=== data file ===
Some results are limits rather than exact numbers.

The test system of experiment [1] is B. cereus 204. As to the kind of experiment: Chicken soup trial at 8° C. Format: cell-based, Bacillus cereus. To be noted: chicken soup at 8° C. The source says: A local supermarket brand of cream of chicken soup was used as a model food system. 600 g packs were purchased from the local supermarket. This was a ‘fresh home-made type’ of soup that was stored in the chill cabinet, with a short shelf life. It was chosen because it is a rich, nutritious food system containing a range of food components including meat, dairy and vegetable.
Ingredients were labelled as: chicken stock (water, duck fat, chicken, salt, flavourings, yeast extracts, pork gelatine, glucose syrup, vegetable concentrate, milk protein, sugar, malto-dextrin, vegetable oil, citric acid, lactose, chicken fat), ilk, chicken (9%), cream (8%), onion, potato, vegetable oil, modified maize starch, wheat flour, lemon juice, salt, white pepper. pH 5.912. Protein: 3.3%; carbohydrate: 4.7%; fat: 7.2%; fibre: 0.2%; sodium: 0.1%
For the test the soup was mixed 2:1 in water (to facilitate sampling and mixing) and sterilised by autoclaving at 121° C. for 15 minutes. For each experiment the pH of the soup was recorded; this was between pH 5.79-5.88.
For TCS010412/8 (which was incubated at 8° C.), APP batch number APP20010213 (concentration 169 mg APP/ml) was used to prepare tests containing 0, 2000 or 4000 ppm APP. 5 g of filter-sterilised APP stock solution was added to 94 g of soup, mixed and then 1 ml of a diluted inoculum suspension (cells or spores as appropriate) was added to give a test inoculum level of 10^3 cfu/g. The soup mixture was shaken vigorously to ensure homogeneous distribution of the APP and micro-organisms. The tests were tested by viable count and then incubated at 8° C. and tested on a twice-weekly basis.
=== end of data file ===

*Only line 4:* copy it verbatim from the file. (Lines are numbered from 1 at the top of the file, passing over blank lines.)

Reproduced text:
For the test the soup was mixed 2:1 in water (to facilitate sampling and mixing) and sterilised by autoclaving at 121° C. for 15 minutes. For each experiment the pH of the soup was recorded; this was between pH 5.79-5.88.